The “American Dream” was traditionally understood as the ability to make anything happen that you set your mind to as long as you are willing to work hard to achieve it. The “American Dream” has kept hope alive for many Americans and persuaded many others to immigrate to America for the possibility to prosper and have a better life for themselves and future generations. Today in America though, if you watch the news or read the newspaper you observe how impoverished America has become and it makes one wonder whatever happened to the “American Dream” that brought so many immigrants to America in the first place. What happened to the “American Dream”? I define the “American Dream” as the capability to live without fear of persecution; the ability to be financially secure with access to an education to further yourself if you are willing to work hard for a better future and to be able to provide for your family easily.
As a child, I remember thinking that I was extremely priviledged to be an American and to have access to the advantages of being an American. I was never apprehensive about my future because as an American I always considered that the “American Dream” would be within my reach and I could do anything that I set my mind to. As an adult, I often find myself questioning what happened to the “American Dream” or if it ever actually existed.
I think that the “American Dream” was initially founded upon the United States Declaration of Independence.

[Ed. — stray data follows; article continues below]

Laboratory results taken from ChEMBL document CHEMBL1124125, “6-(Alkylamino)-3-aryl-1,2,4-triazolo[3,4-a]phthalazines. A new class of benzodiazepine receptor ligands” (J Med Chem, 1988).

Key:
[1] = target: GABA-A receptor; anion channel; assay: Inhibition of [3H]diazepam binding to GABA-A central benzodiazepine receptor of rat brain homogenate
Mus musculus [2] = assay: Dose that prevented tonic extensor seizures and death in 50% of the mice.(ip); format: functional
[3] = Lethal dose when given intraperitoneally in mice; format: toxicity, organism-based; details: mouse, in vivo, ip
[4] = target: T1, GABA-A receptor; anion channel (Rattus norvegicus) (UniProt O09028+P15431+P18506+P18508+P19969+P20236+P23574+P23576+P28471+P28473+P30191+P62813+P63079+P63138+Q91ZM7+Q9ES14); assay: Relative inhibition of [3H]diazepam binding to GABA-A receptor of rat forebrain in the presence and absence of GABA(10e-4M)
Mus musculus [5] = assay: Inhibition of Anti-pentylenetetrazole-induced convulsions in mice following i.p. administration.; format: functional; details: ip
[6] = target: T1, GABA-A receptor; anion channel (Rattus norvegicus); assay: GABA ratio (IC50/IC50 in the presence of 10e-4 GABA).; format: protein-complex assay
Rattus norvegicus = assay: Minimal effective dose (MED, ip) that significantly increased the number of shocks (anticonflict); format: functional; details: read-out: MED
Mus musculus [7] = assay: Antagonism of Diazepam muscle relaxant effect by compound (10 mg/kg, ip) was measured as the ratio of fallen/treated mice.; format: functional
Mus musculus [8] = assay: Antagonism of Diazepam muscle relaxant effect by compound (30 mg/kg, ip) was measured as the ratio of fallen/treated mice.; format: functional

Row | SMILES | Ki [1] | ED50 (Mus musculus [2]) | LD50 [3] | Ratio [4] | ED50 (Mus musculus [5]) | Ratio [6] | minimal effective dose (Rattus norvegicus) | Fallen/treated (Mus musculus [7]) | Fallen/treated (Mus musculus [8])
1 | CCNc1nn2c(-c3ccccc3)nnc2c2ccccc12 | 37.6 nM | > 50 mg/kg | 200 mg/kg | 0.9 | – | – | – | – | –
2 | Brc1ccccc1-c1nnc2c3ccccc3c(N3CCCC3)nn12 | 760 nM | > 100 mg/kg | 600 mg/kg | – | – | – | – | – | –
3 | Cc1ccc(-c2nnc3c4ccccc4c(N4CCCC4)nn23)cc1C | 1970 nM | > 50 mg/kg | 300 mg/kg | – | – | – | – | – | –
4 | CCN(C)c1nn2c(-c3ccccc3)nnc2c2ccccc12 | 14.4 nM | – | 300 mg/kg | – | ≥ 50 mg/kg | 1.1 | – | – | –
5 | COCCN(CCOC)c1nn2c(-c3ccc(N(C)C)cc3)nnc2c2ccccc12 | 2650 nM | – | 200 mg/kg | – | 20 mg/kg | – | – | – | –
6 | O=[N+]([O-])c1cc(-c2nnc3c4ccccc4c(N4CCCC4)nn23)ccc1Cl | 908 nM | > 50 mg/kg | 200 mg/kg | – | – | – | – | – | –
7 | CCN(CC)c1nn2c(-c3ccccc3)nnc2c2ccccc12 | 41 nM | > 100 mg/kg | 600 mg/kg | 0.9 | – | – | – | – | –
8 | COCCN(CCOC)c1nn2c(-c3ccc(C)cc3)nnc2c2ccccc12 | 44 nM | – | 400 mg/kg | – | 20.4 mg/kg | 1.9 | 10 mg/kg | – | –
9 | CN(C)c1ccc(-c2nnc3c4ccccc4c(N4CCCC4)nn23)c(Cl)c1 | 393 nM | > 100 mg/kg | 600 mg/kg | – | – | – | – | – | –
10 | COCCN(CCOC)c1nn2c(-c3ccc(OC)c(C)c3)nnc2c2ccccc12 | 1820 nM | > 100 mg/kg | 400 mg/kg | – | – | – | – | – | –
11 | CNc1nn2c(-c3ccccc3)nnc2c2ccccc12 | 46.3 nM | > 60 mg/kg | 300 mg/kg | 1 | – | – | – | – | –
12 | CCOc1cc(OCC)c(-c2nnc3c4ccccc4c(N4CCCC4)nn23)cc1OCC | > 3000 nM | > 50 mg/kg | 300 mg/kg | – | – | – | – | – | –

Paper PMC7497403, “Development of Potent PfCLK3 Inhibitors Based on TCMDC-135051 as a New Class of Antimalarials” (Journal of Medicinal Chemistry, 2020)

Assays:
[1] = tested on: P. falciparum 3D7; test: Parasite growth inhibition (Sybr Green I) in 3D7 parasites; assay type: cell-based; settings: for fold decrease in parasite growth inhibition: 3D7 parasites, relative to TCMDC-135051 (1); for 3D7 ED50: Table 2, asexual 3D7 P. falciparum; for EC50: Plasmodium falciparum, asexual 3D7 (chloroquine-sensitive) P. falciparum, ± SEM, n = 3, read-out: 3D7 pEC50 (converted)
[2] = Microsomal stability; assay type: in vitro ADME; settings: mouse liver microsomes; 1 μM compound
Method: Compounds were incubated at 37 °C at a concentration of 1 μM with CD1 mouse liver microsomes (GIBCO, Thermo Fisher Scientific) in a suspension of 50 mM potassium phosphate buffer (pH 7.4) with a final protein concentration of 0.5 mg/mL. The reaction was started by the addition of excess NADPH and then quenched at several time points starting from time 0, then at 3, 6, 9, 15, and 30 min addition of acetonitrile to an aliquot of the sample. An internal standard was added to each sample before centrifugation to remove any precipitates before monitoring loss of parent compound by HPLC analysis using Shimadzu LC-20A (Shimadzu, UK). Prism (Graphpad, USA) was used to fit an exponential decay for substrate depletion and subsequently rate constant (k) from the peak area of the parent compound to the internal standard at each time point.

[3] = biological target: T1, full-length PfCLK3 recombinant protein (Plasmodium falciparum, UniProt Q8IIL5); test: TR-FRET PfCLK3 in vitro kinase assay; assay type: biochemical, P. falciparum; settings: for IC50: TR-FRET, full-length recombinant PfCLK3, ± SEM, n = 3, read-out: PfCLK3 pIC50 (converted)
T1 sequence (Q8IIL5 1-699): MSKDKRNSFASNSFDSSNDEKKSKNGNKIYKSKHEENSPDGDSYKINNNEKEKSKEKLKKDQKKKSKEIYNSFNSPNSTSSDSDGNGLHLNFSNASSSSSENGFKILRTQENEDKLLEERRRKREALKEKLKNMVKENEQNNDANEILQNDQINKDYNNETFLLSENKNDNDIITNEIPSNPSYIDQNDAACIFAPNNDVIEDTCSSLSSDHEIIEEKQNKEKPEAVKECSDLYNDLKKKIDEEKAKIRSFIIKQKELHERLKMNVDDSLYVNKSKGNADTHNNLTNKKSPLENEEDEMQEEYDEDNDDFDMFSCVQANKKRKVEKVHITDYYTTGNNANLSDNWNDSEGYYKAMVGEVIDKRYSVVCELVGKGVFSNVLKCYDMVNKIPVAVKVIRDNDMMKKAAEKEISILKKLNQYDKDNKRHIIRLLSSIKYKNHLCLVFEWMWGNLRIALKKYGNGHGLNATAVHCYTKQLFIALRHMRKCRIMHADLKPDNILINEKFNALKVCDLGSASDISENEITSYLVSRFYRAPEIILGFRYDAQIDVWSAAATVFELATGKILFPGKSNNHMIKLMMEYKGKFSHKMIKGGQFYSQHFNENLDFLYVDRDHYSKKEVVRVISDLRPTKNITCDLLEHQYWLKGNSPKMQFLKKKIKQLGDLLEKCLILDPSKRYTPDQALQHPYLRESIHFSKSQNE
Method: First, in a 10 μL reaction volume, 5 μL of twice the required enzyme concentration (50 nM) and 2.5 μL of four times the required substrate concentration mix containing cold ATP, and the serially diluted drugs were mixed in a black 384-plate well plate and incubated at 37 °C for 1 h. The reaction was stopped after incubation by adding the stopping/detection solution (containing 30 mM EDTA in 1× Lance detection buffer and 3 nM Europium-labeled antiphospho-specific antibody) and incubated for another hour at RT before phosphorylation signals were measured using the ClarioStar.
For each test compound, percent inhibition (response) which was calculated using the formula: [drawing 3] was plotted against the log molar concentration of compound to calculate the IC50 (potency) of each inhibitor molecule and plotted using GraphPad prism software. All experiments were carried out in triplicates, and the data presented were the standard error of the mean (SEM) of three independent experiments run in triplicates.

When in the Course of human events, it becomes necessary for one people to dissolve the political bands which have connected them with another, and to assume among the powers of the earth, the separate and equal station to which the Laws of Nature and of Nature's God entitle them, a decent respect to the opinions of mankind requires that they should declare the causes which impel them to the separation. We hold these truths to be self-evident, that all men are created equal, that they are endowed by their Creator with certain unalienable Rights, that among these are Life, Liberty and the pursuit of Happiness. --That to secure these rights, Governments are instituted among Men, deriving their just powers from the consent of the governed, --That whenever any Form of Government becomes destructive of these ends, it is the Right of the People to alter or to abolish it, and to institute new Government, laying its foundation on such principles and organizing its powers in such form, as to them shall seem most likely to effect their Safety and Happiness. Prudence, indeed, will dictate that Governments long established should not be changed for light and transient causes; and accordingly all experience hath shewn, that mankind are more disposed to suffer, while evils are sufferable, than to right themselves by abolishing the forms to which they are accustomed. But when a long train of abuses and usurpations, pursuing invariably the same Object evinces a design to reduce them under absolute...